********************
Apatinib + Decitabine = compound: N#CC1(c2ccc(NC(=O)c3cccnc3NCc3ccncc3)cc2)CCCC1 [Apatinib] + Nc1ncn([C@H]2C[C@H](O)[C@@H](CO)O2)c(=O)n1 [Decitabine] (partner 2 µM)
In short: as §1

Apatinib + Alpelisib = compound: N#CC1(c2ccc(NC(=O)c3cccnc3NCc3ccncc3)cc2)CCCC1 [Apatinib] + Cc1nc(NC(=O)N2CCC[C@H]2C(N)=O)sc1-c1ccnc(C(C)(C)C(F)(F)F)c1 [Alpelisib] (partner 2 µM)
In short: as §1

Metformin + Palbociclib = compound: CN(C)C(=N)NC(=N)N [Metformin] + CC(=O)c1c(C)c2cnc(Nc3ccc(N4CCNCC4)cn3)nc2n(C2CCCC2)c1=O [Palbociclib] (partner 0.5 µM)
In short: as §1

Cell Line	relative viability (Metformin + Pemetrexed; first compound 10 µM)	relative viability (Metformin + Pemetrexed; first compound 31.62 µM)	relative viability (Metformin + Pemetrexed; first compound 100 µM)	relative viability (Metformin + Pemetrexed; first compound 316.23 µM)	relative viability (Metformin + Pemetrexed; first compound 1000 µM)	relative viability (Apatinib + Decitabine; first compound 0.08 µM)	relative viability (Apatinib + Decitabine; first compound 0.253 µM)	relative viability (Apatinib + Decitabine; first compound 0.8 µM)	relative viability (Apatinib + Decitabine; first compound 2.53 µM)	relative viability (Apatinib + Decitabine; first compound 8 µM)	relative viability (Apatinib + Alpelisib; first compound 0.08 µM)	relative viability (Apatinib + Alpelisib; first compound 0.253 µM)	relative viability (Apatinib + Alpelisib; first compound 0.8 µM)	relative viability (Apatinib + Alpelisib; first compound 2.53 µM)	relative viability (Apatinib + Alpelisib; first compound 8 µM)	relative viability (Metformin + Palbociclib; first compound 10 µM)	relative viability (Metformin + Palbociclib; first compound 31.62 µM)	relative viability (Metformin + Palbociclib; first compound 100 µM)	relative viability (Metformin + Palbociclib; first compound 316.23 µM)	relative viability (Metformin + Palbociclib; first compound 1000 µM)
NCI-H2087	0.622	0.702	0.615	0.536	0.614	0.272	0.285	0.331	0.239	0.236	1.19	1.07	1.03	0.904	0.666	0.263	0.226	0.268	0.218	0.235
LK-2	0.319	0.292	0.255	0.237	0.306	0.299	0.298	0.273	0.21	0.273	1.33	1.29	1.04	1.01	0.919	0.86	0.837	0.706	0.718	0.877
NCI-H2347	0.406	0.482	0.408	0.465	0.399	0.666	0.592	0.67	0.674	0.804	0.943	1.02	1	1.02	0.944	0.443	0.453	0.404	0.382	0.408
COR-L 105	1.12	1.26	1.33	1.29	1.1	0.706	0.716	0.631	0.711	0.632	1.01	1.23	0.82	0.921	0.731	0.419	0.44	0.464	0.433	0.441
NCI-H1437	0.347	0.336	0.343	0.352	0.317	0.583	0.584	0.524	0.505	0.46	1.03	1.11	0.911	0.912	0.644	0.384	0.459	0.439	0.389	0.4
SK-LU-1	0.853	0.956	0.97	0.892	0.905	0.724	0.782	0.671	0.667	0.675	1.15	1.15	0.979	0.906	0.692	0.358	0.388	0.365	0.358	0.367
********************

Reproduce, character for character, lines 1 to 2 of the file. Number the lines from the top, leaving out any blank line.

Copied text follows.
Apatinib + Decitabine = compound: N#CC1(c2ccc(NC(=O)c3cccnc3NCc3ccncc3)cc2)CCCC1 [Apatinib] + Nc1ncn([C@H]2C[C@H](O)[C@@H](CO)O2)c(=O)n1 [Decitabine] (partner 2 µM)
In short: as §1